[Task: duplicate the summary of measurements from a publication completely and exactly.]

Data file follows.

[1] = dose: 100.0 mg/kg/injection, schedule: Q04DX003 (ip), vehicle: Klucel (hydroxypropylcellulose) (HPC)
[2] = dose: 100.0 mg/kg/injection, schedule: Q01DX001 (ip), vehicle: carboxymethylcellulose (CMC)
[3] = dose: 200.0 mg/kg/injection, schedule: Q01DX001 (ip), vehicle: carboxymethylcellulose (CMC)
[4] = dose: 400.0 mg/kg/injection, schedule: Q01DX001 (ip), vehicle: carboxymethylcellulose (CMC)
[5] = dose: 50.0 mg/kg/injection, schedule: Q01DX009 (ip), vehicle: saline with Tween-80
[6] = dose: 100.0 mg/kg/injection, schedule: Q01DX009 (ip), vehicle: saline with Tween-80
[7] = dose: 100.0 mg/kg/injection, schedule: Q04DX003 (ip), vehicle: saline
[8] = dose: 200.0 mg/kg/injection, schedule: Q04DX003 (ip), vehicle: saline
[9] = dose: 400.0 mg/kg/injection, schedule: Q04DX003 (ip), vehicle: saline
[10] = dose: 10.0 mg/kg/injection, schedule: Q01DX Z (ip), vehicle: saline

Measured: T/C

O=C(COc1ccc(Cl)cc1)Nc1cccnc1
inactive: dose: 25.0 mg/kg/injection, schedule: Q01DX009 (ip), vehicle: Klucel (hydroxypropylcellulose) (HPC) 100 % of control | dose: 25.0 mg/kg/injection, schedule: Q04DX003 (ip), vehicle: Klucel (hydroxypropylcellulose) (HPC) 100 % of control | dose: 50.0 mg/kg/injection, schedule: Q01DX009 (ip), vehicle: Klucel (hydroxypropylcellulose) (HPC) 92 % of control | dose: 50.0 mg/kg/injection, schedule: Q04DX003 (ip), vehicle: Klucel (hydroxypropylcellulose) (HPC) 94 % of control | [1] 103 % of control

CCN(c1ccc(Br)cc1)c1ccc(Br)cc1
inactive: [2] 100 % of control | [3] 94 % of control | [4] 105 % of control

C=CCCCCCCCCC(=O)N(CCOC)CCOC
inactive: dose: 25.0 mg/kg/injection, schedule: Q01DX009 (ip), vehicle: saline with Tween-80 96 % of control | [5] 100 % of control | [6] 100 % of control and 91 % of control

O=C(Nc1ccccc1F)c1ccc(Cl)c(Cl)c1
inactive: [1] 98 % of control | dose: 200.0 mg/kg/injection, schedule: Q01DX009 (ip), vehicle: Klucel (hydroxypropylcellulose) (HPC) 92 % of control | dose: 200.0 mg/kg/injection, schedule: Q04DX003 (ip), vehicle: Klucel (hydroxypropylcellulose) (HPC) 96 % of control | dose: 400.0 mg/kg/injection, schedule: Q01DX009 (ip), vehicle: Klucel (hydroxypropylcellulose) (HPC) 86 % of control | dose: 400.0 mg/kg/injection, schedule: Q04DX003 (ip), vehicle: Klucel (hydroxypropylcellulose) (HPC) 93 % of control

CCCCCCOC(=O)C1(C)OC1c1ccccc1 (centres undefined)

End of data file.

[1] = dose: 100.0 mg/kg/injection, schedule: Q04DX003 (ip), vehicle: Klucel (hydroxypropylcellulose) (HPC)
[2] = dose: 100.0 mg/kg/injection, schedule: Q01DX001 (ip), vehicle: carboxymethylcellulose (CMC)
[3] = dose: 200.0 mg/kg/injection, schedule: Q01DX001 (ip), vehicle: carboxymethylcellulose (CMC)
[4] = dose: 400.0 mg/kg/injection, schedule: Q01DX001 (ip), vehicle: carboxymethylcellulose (CMC)
[5] = dose: 50.0 mg/kg/injection, schedule: Q01DX009 (ip), vehicle: saline with Tween-80
[6] = dose: 100.0 mg/kg/injection, schedule: Q01DX009 (ip), vehicle: saline with Tween-80
[7] = dose: 100.0 mg/kg/injection, schedule: Q04DX003 (ip), vehicle: saline
[8] = dose: 200.0 mg/kg/injection, schedule: Q04DX003 (ip), vehicle: saline
[9] = dose: 400.0 mg/kg/injection, schedule: Q04DX003 (ip), vehicle: saline
[10] = dose: 10.0 mg/kg/injection, schedule: Q01DX Z (ip), vehicle: saline

Measured: T/C

O=C(COc1ccc(Cl)cc1)Nc1cccnc1
inactive: dose: 25.0 mg/kg/injection, schedule: Q01DX009 (ip), vehicle: Klucel (hydroxypropylcellulose) (HPC) 100 % of control | dose: 25.0 mg/kg/injection, schedule: Q04DX003 (ip), vehicle: Klucel (hydroxypropylcellulose) (HPC) 100 % of control | dose: 50.0 mg/kg/injection, schedule: Q01DX009 (ip), vehicle: Klucel (hydroxypropylcellulose) (HPC) 92 % of control | dose: 50.0 mg/kg/injection, schedule: Q04DX003 (ip), vehicle: Klucel (hydroxypropylcellulose) (HPC) 94 % of control | [1] 103 % of control

CCN(c1ccc(Br)cc1)c1ccc(Br)cc1
inactive: [2] 100 % of control | [3] 94 % of control | [4] 105 % of control

C=CCCCCCCCCC(=O)N(CCOC)CCOC
inactive: dose: 25.0 mg/kg/injection, schedule: Q01DX009 (ip), vehicle: saline with Tween-80 96 % of control | [5] 100 % of control | [6] 100 % of control and 91 % of control

O=C(Nc1ccccc1F)c1ccc(Cl)c(Cl)c1
inactive: [1] 98 % of control | dose: 200.0 mg/kg/injection, schedule: Q01DX009 (ip), vehicle: Klucel (hydroxypropylcellulose) (HPC) 92 % of control | dose: 200.0 mg/kg/injection, schedule: Q04DX003 (ip), vehicle: Klucel (hydroxypropylcellulose) (HPC) 96 % of control | dose: 400.0 mg/kg/injection, schedule: Q01DX009 (ip), vehicle: Klucel (hydroxypropylcellulose) (HPC) 86 % of control | dose: 400.0 mg/kg/injection, schedule: Q04DX003 (ip), vehicle: Klucel (hydroxypropylcellulose) (HPC) 93 % of control

CCCCCCOC(=O)C1(C)OC1c1ccccc1 (centres undefined)